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Arch Facial Plast Surg. 2008 Jan-Feb;10(1):9-19. doi: 10.1001/archfacial.2007.16.

Surgical anatomy of the face: implications for modern face-lift techniques.

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1
The Larrabee Center for Facial Plastic Surgery, Seattle, Washington, USA. gassner@facial-plastic-surgery.eu

Abstract

OBJECTIVE:

To delineate the anatomic architecture of the melolabial fold with surrounding structures and to elucidate potential implications for face-lift techniques.

METHODS:

A total of 100 facial halves (from 50 cadaveric heads) were studied, including gross and microscopic dissection and histologic findings. Laboratory findings were correlated with intraoperative findings in more than 150 deep-plane face-lift dissections (300 facial halves) performed during the study period.

RESULTS:

In contrast to previous reports, the superficial musculoaponeurotic system (SMAS) was not found to form an investing layer in the midface. The SMAS, zygomatici muscles, and levator labii superioris alaeque nasi were found to be located in corresponding anatomic layers and to form a functional unit. Additional findings of the present study include the description of 3 structurally different portions of the melolabial fold, of an anatomic space below the levator labii superioris alaeque nasi (sublevator space), and of extensions of the buccal fat pad into the sublevator space and the middle third of the melolabial fold.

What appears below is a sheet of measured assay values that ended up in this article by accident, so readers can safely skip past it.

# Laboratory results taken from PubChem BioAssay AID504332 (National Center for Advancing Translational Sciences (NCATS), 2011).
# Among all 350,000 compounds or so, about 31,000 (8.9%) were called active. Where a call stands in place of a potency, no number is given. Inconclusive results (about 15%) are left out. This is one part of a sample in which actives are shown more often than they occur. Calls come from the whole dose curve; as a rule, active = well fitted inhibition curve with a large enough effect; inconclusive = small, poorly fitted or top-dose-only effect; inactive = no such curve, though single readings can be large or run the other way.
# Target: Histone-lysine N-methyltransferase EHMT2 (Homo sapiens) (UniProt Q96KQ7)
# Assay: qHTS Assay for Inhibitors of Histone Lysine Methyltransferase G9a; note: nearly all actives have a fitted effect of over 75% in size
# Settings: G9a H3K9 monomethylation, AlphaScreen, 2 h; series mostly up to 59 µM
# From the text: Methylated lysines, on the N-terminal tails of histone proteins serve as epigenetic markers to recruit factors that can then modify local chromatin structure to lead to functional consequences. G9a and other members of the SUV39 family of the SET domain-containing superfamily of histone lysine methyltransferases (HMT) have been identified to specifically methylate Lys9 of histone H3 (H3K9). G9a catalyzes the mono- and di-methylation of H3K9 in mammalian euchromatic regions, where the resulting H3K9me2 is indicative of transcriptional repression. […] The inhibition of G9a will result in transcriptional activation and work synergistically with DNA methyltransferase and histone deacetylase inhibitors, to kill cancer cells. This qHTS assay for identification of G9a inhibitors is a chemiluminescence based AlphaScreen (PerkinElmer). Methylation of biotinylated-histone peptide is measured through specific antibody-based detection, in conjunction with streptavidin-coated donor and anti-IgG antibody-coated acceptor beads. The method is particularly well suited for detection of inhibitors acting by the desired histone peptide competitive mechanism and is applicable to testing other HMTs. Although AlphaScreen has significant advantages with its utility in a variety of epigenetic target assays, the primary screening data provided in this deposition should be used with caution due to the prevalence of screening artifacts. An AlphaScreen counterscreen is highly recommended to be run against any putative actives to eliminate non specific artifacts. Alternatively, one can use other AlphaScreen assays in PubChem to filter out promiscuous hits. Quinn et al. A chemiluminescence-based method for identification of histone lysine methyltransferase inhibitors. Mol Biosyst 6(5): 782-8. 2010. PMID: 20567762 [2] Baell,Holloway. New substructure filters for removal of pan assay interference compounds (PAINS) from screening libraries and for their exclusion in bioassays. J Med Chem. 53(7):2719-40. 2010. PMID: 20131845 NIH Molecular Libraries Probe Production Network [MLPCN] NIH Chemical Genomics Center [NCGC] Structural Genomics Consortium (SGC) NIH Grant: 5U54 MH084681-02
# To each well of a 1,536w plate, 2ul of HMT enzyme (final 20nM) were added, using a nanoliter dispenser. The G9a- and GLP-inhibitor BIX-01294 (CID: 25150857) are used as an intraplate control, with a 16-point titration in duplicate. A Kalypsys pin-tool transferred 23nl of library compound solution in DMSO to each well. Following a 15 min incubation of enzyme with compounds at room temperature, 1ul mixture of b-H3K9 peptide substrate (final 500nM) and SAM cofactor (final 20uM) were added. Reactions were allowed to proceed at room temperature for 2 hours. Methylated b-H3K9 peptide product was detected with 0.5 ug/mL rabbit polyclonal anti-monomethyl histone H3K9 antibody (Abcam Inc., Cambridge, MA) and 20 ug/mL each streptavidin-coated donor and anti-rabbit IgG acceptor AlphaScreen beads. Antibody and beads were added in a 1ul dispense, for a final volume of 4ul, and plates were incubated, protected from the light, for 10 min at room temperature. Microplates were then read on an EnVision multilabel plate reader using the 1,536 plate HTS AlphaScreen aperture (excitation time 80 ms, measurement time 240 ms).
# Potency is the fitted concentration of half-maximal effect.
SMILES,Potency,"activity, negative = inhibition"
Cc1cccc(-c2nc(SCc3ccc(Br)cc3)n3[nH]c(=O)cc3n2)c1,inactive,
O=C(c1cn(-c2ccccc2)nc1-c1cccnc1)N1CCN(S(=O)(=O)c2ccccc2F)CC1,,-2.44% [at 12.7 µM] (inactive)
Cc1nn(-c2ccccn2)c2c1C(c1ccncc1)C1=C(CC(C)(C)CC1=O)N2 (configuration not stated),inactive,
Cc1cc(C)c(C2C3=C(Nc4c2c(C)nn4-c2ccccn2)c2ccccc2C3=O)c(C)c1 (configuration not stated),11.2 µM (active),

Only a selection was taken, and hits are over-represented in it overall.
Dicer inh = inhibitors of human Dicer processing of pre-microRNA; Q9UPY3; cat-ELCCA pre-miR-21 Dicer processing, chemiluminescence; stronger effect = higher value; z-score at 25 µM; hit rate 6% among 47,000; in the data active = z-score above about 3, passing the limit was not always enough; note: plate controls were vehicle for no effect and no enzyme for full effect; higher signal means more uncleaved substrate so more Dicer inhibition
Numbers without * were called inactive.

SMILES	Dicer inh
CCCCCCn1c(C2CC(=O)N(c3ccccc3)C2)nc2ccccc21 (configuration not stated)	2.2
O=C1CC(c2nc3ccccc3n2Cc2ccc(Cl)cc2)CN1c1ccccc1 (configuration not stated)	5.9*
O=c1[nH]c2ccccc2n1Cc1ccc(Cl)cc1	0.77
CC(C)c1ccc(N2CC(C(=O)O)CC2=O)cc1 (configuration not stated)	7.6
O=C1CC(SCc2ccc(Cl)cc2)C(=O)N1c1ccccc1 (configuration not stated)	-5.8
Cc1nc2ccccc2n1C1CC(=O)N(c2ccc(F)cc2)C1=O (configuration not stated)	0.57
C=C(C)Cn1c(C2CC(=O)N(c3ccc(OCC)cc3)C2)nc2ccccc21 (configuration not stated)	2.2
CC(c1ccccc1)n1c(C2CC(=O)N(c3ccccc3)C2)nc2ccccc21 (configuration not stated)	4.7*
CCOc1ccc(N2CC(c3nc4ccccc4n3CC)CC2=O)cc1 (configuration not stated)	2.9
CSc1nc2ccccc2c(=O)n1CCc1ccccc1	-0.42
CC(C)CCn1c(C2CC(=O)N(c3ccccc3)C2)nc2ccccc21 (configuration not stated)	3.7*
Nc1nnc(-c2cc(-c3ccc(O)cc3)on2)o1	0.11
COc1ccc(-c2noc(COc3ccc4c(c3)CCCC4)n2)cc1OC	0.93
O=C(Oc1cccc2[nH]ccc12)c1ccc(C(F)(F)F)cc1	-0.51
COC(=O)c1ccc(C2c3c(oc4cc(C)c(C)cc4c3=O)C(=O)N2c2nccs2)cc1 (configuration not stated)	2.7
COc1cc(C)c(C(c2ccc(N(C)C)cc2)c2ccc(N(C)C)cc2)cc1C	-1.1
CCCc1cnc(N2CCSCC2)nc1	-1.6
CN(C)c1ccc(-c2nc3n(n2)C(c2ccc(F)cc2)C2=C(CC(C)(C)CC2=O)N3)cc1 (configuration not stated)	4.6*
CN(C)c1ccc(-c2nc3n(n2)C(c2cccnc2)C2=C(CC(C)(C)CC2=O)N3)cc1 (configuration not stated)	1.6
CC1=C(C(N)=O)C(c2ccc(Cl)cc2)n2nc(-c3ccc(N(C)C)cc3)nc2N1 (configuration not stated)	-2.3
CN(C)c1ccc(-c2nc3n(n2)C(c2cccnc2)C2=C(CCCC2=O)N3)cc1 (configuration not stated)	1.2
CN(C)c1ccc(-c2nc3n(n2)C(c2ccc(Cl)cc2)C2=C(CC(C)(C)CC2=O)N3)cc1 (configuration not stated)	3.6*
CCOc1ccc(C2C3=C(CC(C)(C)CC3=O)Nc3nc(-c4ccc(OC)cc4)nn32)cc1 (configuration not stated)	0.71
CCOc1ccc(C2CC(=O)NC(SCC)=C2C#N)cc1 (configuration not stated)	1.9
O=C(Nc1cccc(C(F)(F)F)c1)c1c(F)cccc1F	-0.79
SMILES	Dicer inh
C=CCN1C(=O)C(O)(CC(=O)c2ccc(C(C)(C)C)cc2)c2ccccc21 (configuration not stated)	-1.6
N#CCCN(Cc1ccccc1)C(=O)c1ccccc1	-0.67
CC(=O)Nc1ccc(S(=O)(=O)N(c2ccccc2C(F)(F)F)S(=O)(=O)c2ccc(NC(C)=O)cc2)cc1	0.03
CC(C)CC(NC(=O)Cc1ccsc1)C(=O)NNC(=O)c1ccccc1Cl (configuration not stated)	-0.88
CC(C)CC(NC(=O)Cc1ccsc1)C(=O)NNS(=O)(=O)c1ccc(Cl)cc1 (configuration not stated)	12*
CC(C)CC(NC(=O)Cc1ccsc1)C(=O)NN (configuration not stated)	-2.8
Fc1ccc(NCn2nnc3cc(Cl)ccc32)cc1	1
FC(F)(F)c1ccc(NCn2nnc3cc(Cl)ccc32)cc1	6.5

CONCLUSIONS:

The findings of the present study may contribute to augment our understanding of the complex anatomy of the midface and melolabial fold. Potential implications for modern face-lift techniques are discussed.

PMID:
18209117
DOI:
10.1001/archfacial.2007.16
[Indexed for MEDLINE]
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